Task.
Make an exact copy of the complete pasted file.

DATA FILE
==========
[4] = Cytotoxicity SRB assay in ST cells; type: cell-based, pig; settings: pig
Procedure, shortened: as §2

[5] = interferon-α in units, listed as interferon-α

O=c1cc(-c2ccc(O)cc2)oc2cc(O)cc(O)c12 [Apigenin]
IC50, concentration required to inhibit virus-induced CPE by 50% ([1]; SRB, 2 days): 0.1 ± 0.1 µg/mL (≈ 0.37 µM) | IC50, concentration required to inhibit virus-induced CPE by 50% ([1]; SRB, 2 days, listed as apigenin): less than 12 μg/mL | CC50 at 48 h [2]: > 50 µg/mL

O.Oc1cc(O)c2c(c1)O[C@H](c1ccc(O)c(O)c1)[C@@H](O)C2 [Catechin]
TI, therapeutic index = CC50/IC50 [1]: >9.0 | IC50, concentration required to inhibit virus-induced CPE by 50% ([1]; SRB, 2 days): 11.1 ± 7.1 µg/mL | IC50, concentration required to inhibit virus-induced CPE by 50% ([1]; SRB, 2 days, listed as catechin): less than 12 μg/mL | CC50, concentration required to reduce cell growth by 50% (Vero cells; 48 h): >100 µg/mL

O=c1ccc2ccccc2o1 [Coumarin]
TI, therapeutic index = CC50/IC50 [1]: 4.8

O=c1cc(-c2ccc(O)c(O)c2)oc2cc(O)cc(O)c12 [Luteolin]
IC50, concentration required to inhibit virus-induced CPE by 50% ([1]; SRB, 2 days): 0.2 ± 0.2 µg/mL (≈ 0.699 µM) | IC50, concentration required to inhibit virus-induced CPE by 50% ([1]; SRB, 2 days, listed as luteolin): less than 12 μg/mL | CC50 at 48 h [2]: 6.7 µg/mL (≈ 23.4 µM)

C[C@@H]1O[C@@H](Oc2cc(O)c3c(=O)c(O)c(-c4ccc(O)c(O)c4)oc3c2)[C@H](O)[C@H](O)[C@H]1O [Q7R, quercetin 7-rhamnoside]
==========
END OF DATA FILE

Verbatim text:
[4] = Cytotoxicity SRB assay in ST cells; type: cell-based, pig; settings: pig
Procedure, shortened: as §2

[5] = interferon-α in units, listed as interferon-α

O=c1cc(-c2ccc(O)cc2)oc2cc(O)cc(O)c12 [Apigenin]
IC50, concentration required to inhibit virus-induced CPE by 50% ([1]; SRB, 2 days): 0.1 ± 0.1 µg/mL (≈ 0.37 µM) | IC50, concentration required to inhibit virus-induced CPE by 50% ([1]; SRB, 2 days, listed as apigenin): less than 12 μg/mL | CC50 at 48 h [2]: > 50 µg/mL

O.Oc1cc(O)c2c(c1)O[C@H](c1ccc(O)c(O)c1)[C@@H](O)C2 [Catechin]
TI, therapeutic index = CC50/IC50 [1]: >9.0 | IC50, concentration required to inhibit virus-induced CPE by 50% ([1]; SRB, 2 days): 11.1 ± 7.1 µg/mL | IC50, concentration required to inhibit virus-induced CPE by 50% ([1]; SRB, 2 days, listed as catechin): less than 12 μg/mL | CC50, concentration required to reduce cell growth by 50% (Vero cells; 48 h): >100 µg/mL

O=c1ccc2ccccc2o1 [Coumarin]
TI, therapeutic index = CC50/IC50 [1]: 4.8

O=c1cc(-c2ccc(O)c(O)c2)oc2cc(O)cc(O)c12 [Luteolin]
IC50, concentration required to inhibit virus-induced CPE by 50% ([1]; SRB, 2 days): 0.2 ± 0.2 µg/mL (≈ 0.699 µM) | IC50, concentration required to inhibit virus-induced CPE by 50% ([1]; SRB, 2 days, listed as luteolin): less than 12 μg/mL | CC50 at 48 h [2]: 6.7 µg/mL (≈ 23.4 µM)

C[C@@H]1O[C@@H](Oc2cc(O)c3c(=O)c(O)c(-c4ccc(O)c(O)c4)oc3c2)[C@H](O)[C@H](O)[C@H]1O [Q7R, quercetin 7-rhamnoside]